Join Todd Perkins for an in-depth discussion in this video Exploring an XML file, part of ActionScript 3.0: Working with XML.
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Now let's take a look at an actual XML file. If you're following along and you have access to the exercise files, open up the exercise files folder, find gallery.XML in the Chapter 1 folder. You can open up that file in any text editor. I'm going to open it up in Text Wrangler. Now if you don't have access to the exercise files, don't worry. You can just follow along and I'm going to walk through how this file is set up. So don't worry about copying down any of this information. So the first line of code here is what's called a processing instruction in XML. This is actually a special processing instruction that contains information about this XML file, including the XML version used and the type of encoding attribute used.
Below that we have the body of our XML file. Now this may look very familiar to you if you're familiar with HTML. We have an opening tag, some gallery here. In XML you can actually use your own names so the content has more meaning. So I see an opening tag here and I know that inside of the gallery tag there is going to be information about some sort of gallery. At the bottom of the code you can see the closing gallery tag that just looks like a closing HTML tag, which is the same thing as the opening tag except it has a forward slash (/) before the tag name.
In XML tags are also called elements. Inside of the gallery element we have some processing instructions so we have an open bracket, question mark. The processing instructions here, question mark. And then a closing bracket. Then we have an XML comment, which is the same thing as an HTML comment. Inside of the brackets we have an exclamation point (!) Two hyphens, the body of the comment, two hyphens, and then a bracket to close. And then following our hierarchy or XML tree, we have three child elements inside of the gallery element.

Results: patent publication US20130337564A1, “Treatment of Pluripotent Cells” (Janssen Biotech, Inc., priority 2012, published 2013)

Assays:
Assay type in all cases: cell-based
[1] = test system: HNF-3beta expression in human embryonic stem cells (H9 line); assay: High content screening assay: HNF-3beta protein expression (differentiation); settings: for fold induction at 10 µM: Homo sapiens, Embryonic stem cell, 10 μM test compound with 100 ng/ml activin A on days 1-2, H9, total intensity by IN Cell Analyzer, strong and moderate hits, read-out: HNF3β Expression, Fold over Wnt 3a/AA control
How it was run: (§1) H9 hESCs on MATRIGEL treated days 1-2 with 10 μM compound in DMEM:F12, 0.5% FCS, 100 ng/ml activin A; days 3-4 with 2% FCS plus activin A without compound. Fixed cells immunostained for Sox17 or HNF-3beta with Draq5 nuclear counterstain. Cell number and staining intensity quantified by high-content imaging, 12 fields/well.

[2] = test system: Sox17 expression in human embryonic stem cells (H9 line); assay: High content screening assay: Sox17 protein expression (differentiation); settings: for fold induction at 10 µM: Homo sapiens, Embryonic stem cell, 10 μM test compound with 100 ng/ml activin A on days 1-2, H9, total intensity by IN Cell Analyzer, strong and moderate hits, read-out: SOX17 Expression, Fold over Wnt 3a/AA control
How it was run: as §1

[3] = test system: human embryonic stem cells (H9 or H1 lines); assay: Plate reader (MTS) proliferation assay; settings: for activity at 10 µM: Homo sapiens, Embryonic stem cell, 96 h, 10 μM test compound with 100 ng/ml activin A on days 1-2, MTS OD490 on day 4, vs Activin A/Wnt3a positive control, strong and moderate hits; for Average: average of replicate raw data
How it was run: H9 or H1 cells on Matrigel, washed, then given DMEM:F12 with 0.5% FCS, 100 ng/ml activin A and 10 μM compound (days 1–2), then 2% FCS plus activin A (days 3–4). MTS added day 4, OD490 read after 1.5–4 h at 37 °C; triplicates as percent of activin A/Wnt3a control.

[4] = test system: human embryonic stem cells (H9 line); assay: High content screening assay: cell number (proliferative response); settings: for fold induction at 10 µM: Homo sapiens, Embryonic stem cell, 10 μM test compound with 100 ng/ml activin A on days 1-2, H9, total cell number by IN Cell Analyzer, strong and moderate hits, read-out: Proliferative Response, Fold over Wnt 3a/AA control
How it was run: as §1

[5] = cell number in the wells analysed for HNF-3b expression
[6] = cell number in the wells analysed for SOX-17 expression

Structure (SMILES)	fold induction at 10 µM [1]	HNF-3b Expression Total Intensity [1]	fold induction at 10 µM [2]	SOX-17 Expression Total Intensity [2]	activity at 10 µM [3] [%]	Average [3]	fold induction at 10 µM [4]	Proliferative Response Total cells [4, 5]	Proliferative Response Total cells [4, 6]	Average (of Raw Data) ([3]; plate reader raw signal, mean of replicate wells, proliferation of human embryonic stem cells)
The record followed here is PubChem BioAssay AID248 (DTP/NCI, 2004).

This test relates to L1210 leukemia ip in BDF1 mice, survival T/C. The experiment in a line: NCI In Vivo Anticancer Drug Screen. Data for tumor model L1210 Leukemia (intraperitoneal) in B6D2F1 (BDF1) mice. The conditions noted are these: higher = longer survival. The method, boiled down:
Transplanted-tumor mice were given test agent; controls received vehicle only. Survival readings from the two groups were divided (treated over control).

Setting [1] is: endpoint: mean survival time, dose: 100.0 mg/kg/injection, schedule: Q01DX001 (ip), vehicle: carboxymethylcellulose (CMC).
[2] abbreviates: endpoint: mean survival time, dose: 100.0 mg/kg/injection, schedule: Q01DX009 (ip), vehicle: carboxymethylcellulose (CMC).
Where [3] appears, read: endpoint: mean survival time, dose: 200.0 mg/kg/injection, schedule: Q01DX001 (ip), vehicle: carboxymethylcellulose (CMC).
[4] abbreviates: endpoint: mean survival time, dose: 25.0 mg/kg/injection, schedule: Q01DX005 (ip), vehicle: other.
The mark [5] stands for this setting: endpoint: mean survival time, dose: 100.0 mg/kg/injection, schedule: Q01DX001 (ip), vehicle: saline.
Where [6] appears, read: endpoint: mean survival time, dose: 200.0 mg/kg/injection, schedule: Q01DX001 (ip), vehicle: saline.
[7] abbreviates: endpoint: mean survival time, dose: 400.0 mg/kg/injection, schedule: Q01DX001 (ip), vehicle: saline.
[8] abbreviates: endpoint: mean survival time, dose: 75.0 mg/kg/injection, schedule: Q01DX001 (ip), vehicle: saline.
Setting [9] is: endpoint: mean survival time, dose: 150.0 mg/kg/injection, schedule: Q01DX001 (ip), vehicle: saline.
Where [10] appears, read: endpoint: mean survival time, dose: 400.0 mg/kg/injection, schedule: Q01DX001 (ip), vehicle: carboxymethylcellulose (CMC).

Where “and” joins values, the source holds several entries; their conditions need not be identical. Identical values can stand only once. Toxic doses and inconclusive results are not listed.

So the first child I have highlighted here is an image, the second child is another image and the third child is another image. The first child contains an attribute. An attribute in XML is just like an attribute in HTML. It's information that's contained inside of the opening tag. So we have the tag name, which is image, and space, the attribute name, which is file, an = and then a value in quotes. So this contains information about where the file is for this image. Then we have information on our artist in the artist element.
Information about the title of the image contained in the title element. Then we have the description contained in a description element. The only thing that may look a little bit different inside of the description element is the CDATA tag and that just tells the XML parser to not process anything inside of this tag as XML data. And that's so that we can use reserved XML characters, like the < and >, inside of a body text block for example.
So if we look at our text here, it says here's a picture of some stuff and the picture is surrounded in a b tag and the b tag is an HTML tag that makes content bold. Now if you're familiar with web standards you may we be wondering why I chose not to use a strong tag instead. That's because ActionScript supports a number of HTML tags and it's actually a very small amount and the strong tag is not supported, but the b tag is. So I'm using the b tag here because I want this picture to be bold when I load this XML data into Flash and display it in a text field.
So by putting in a CDATA tag the XML parser doesn't read that b tag as an XML tag. So there's look at our file. Now let's start creating XML using ActionScript.
- Understanding XML data
- Creating XML in ActionScript 3.0
- Working with external XML data
- Building a reusable RSS reader class
- Using PHP with XML
- Working with blogs
- Working with Flickr images using the Flickr API
- Working with podcasts